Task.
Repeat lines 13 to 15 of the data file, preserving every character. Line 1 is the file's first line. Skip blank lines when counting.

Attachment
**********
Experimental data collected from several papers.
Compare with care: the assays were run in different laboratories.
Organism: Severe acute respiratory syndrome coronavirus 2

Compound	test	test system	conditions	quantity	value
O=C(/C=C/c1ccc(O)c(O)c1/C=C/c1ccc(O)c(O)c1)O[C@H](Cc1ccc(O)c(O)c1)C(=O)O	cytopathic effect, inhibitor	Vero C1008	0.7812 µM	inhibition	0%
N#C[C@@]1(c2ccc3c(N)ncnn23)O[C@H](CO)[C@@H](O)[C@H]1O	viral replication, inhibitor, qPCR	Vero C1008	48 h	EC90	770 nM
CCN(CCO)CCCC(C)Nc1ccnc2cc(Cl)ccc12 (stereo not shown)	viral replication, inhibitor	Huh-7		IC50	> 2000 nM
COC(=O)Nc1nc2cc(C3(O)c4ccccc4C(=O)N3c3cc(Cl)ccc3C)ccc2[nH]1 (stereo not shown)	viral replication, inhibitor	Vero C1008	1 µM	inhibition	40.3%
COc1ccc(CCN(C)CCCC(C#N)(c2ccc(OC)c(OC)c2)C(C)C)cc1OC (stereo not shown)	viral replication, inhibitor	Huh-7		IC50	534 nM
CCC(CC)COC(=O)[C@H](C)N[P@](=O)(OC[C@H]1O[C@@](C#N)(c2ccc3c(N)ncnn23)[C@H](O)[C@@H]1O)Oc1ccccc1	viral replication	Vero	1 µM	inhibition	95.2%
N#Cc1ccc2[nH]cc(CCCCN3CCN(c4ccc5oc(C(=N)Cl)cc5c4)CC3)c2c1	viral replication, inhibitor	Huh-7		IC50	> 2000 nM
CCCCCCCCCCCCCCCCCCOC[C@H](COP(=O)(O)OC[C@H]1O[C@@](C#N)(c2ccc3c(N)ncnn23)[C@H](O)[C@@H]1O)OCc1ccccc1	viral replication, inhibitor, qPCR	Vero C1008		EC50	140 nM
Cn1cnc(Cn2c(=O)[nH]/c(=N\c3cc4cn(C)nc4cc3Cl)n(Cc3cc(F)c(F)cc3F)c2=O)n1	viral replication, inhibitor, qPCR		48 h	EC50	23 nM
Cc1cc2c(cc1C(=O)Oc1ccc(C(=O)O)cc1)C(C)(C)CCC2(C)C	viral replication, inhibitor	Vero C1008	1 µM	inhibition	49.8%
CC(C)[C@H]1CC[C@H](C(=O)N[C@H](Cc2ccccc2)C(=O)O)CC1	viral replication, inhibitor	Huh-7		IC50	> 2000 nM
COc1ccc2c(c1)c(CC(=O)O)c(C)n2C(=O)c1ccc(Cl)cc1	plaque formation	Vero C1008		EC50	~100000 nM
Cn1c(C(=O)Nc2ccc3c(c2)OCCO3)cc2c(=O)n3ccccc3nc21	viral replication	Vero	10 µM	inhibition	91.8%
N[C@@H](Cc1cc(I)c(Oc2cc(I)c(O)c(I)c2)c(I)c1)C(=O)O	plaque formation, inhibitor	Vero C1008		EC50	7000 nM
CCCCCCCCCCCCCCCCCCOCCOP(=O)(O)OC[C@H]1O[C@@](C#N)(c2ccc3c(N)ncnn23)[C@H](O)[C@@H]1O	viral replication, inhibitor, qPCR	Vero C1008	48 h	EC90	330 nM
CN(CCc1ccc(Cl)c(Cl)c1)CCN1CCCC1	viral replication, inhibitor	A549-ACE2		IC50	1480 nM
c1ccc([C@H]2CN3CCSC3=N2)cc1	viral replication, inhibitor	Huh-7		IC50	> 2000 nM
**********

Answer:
Cn1cnc(Cn2c(=O)[nH]/c(=N\c3cc4cn(C)nc4cc3Cl)n(Cc3cc(F)c(F)cc3F)c2=O)n1	viral replication, inhibitor, qPCR		48 h	EC50	23 nM
Cc1cc2c(cc1C(=O)Oc1ccc(C(=O)O)cc1)C(C)(C)CCC2(C)C	viral replication, inhibitor	Vero C1008	1 µM	inhibition	49.8%
CC(C)[C@H]1CC[C@H](C(=O)N[C@H](Cc2ccccc2)C(=O)O)CC1	viral replication, inhibitor	Huh-7		IC50	> 2000 nM